The V.I. Water and Power Authority plans to move ahead with burying utility lines in Cruz Bay and other select areas of the island next month, officials announced at a virtual St. John Coastal Zone Management Committee meeting. However, the plan is raising some concerns with Historic Preservation Committee members.
Phase one of the project, which is expected to take 11 months, will run from the Frank Bay substation to Mongoose Junction and will service 1,800 customers, including the V.I. Police Department’s Leander Jurgen Command, Julius E. Sprauve School, The Marketplace, a WAPA pump station and the National Park Service. Roads along that route will be trenched about six feet deep and two to three feet wide, said WAPA Project Manager Cordell Jacobs on Thursday.
Jacobs presented the plan to the Historic Preservation Committee during a meeting on Feb. 9, and explained the process of installing the underground power cables and “pad-mounted devices” throughout the Cruz Bay Historic District.
Committee chair Pamela Montegut said that “there is archaeological supervision for the entire project” because it’s federally funded, but Knight said the concrete pads may cover important sites before they can be excavated. Committee member Kurt Marsh asked about mitigation efforts to protect historic trees, and Jacobs said that while “nothing formal has been done,” they are working on a plan.
Knight also urged caution in excavating from the Strand Gade area down to Gallows Bay because of the possibility of unmarked burial sites near the cemetery. “I don’t think there’s been sufficient archaeology done throughout Cruz Bay over the years, and the whole district is sensitive,” Knight said. “We have to just be wary any time we’re working inside a historic district. We do support this project, but I do hope it’s well monitored.”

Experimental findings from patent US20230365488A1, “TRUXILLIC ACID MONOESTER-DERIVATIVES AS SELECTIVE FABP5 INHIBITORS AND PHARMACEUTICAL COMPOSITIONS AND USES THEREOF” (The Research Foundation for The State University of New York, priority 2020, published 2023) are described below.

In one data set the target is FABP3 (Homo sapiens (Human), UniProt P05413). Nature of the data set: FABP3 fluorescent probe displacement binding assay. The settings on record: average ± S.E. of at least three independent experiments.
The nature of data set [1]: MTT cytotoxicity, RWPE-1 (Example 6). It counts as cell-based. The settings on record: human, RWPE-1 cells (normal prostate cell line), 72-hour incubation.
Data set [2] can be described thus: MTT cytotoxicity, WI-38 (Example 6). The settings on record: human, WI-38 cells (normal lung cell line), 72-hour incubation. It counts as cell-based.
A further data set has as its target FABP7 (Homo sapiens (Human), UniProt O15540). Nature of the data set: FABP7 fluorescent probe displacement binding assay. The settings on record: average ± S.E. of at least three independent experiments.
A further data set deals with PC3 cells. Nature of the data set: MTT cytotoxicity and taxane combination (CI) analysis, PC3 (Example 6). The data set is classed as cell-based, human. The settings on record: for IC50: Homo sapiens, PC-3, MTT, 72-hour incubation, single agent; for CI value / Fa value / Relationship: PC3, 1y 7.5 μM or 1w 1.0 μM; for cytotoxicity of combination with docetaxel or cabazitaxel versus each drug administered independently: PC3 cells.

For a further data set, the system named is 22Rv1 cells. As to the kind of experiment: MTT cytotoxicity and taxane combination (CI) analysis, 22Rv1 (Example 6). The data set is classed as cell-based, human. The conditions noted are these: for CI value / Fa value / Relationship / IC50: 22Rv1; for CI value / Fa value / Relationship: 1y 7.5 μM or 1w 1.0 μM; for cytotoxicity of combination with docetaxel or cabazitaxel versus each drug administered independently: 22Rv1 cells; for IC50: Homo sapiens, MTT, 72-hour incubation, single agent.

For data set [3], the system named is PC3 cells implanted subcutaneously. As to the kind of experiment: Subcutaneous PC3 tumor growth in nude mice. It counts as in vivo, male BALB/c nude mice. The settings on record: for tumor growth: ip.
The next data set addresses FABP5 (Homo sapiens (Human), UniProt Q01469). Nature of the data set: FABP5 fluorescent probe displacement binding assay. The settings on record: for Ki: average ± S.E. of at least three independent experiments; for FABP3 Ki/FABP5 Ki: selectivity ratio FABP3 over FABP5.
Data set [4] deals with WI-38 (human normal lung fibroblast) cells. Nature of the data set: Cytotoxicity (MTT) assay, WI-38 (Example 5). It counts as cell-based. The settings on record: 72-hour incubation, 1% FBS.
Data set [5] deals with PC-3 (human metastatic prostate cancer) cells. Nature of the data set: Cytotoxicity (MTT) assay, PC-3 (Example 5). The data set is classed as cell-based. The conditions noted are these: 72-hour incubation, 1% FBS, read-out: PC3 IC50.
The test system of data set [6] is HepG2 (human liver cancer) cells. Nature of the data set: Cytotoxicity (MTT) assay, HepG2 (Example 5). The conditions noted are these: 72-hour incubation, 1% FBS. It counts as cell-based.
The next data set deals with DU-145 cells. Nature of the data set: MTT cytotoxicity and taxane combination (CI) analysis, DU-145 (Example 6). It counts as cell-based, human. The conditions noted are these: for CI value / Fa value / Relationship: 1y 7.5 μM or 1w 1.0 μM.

“The project does involve trenching underground, but this is happening in existing roadways, which are previously disturbed areas,” said environmental consultant Amy Dempsey. “If archaeological resources are uncovered, the trenching will stop, and those resources will be investigated and recovered. The area has already been highly disturbed, and the project has a very negligible impact to cultural or historic resources.”
Calling it a “critical project for the infrastructure of St. John,” V.I. State Historic Preservation Office Director Sean Krigger urged the four-member committee to grant conditional approval and revisit areas of concern, which they did unanimously. “We look forward to getting you a letter and we also look forward to the culmination of this project that will do so many good things for St. John,” Montegut said.
The committee’s endorsement of the project is necessary for approval by the Federal Emergency Management Agency.
Although every effort will be made to maintain traffic flow during the trenching, the project is likely to cause disruptions, acknowledged WAPA Chief Operating Officer Greg Rhymer.
“We do realize traffic will definitely be a challenge because of the narrow roadways in Cruz Bay,” said Rhymer. “It’s one of those things that I don’t think we can get out of. The most we can do is try to provide as much public information as possible to try and avoid inconveniences. We may just have to compromise or deal with the tradeoff.”
Phase two of the FEMA-funded project involves burying lines from the Frank Bay substation to the Myrah Keating Smith Community Health Center via Centerline Road. Later phases will extend the buried lines to the Westin Resort via Southside Road, and to Maho Bay via North Shore Road, the latter of which became a sticking point for CZM committee members.
“I’m trying to understand why you’re extending underground on the north shore to Maho Bay, rather than carrying it on Centerline to Adrian, which has a housing community, or Gifft Hill, which is near the clinic and also has a housing community,” said St. John CZM committee member Kurt Marsh Jr. “Maho Bay doesn’t carry critical community facilities, and it doesn’t have housing communities and neighborhoods.”